Last year at this time, Asha Owens and Rebecca Kwee were master’s degree students preparing for the fall semester at Teachers College. The two, who had never met, were unsure of their paths following graduation in May 2018.
What a difference a year makes. Today, Kwee and Owens are riding a success story that began shortly before Christmas, when they, together with another student, Danielle Llaneza, took top honors in the inaugural TC EdTech Innovation Showcase for their proposal for a smartphone app to help aspiring first-generation college students learn more about the realities of campus life.
Things have moved quickly since then. In February Owens and Kwee created a company, BestFit, Inc., and are working to bring their app (also called BestFit) to market. A month later, Owens presented the concept at the South By Southwest conference and festival in Austin.
“I keep thinking this is just the beginning, but when I look back I realize we’ve done quite a bit in just a little bit of time.”
Asha Owens (M.A. '18), Chief Executive Officer, BestFit, Inc.
And now BestFit has notched another first-place finish, in mid-July netting a $100,000 cash prize (and access to guidance from ed tech industry experts) in the “Algorithm for Change” contest held by New York University’s Social Entrepreneurship Program. The competition, which drew 70 entries from young, tech-minded teams from around the country, promotes the development of technological access and college-success models for low-income, underrepresented minority and first-generation students.
“I keep thinking this is just the beginning, but when I look back I realize we’ve done quite a bit in just a little bit of time,” says Owens, who serves as BestFit’s Chief Executive Officer.
“It’s amazing how we started out with an idea, and now people from around the nation are looking at it,” Kwee says.
“We’re excited because people trust in our ability to do this,” Owens adds.
Positioned as the “Tinder + Snapchat of college discovery,” BestFit uses videos from current college students to help first-generation, low-income, and underrepresented students identify colleges and universities that are an academic, social, and financial fit. The idea was inspired by a study that found that up to 40 percent of potential low-income students fail to follow through on college acceptance notifications.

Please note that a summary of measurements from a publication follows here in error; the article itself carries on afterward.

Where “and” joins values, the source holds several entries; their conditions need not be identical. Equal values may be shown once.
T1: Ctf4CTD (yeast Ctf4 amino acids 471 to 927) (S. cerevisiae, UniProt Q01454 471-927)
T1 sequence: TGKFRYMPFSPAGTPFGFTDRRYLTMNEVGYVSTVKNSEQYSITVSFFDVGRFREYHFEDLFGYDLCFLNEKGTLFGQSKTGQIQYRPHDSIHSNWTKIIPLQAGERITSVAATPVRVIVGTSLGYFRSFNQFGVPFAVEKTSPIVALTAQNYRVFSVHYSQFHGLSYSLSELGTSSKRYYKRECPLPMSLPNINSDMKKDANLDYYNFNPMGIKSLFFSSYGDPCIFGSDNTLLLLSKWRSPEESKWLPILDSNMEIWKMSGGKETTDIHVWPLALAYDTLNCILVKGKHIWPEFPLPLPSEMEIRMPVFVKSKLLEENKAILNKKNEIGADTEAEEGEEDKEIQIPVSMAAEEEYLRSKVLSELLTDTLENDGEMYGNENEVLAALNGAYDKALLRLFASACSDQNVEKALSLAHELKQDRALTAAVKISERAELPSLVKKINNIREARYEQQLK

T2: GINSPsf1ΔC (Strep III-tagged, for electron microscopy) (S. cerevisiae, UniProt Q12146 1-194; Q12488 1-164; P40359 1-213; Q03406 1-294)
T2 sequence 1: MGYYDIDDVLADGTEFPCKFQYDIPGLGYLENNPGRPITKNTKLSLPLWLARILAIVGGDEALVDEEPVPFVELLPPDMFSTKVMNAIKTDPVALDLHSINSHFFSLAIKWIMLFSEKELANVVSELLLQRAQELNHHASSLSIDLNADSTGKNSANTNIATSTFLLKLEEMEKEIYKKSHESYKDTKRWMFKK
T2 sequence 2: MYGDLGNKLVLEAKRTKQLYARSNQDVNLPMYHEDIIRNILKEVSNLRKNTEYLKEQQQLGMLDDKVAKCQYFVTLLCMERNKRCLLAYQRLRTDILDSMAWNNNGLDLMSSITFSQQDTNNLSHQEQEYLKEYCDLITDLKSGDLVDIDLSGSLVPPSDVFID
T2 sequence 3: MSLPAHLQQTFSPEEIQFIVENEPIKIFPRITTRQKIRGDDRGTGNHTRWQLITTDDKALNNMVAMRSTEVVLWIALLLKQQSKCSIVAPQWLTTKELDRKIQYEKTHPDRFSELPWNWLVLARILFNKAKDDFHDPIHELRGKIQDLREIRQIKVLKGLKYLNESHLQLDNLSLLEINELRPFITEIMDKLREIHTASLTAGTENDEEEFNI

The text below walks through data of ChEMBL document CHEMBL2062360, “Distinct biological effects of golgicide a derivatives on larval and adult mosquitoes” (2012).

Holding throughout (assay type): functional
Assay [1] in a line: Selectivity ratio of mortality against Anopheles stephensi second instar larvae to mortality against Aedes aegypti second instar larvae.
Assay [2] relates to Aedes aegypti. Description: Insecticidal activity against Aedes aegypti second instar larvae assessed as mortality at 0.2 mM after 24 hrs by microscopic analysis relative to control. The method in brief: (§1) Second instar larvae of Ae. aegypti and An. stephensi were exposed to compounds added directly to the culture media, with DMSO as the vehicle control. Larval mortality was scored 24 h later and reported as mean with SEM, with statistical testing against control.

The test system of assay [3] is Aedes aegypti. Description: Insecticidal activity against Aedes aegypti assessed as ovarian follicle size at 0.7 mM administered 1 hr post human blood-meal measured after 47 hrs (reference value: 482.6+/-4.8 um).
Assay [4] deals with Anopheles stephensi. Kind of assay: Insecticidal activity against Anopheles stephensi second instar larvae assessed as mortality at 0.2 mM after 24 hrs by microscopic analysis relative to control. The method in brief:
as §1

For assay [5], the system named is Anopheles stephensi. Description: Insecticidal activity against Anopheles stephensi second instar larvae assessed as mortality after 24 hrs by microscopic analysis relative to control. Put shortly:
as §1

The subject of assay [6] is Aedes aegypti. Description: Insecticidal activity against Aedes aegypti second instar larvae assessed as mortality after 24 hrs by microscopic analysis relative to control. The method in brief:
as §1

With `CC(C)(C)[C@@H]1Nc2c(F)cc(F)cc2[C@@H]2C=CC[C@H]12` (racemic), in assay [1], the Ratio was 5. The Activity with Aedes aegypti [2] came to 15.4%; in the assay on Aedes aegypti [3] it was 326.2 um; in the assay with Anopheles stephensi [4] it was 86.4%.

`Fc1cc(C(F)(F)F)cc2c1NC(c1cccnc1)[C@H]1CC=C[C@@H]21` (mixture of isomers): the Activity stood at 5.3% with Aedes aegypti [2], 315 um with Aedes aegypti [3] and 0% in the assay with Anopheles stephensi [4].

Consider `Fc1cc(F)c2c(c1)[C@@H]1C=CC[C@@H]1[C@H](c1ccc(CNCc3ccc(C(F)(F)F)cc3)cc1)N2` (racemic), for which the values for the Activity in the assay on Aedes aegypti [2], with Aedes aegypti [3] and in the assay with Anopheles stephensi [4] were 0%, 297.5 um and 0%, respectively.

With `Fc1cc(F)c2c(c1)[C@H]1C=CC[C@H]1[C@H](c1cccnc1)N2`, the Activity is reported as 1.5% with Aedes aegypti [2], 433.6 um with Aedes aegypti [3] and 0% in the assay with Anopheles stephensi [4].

The success of BestFit reflects the different strengths of all three original team members, all of whom graduated in May. Kwee received her master’s in Higher & Post-Secondary Education; Owens earned hers in Instructional Technology & Media; and Llaneza, in Developmental Psychology. Llaneza, who received her M.A. in Developmental Psychology, is applying to doctoral programs in the same field this fall and continues to be involved in the start-up as an adviser.
Bolstered by institutional grants (BestFit has also garnered a $10,000 fellowship from “4.0 Schools,” a non-profit that grants funding to projects working to shape the future of education in the United States, and the fledgling company is conferring with foundations, colleges and other institutions with interest in supporting the project financially as well as operationally), Owens and Kwee are preparing to bring in app developers to help move BestFit off the drawing board and into a pilot program.
“I’m really looking forward to getting it in the hands of high school students,” said Owens.
Meanwhile, the lives of the two TC alumnae have been upended, in a positive way, by an idea that – like their business partnership and friendship – didn’t exist 12 months ago. Owens has shelved her original goal of moving to the Bay Area following commencement. And both have put another plan on hold as well. Says Kwee: “Three months later, we still haven’t celebrated graduation.”